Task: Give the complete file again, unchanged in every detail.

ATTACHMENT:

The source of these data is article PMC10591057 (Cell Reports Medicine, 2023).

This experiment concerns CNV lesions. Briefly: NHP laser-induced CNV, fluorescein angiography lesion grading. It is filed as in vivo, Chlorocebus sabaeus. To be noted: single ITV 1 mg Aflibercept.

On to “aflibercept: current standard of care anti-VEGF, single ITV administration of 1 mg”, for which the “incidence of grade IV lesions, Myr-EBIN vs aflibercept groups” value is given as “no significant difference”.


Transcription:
The source of these data is article PMC10591057 (Cell Reports Medicine, 2023).

This experiment concerns CNV lesions. Briefly: NHP laser-induced CNV, fluorescein angiography lesion grading. It is filed as in vivo, Chlorocebus sabaeus. To be noted: single ITV 1 mg Aflibercept.

On to “aflibercept: current standard of care anti-VEGF, single ITV administration of 1 mg”, for which the “incidence of grade IV lesions, Myr-EBIN vs aflibercept groups” value is given as “no significant difference”.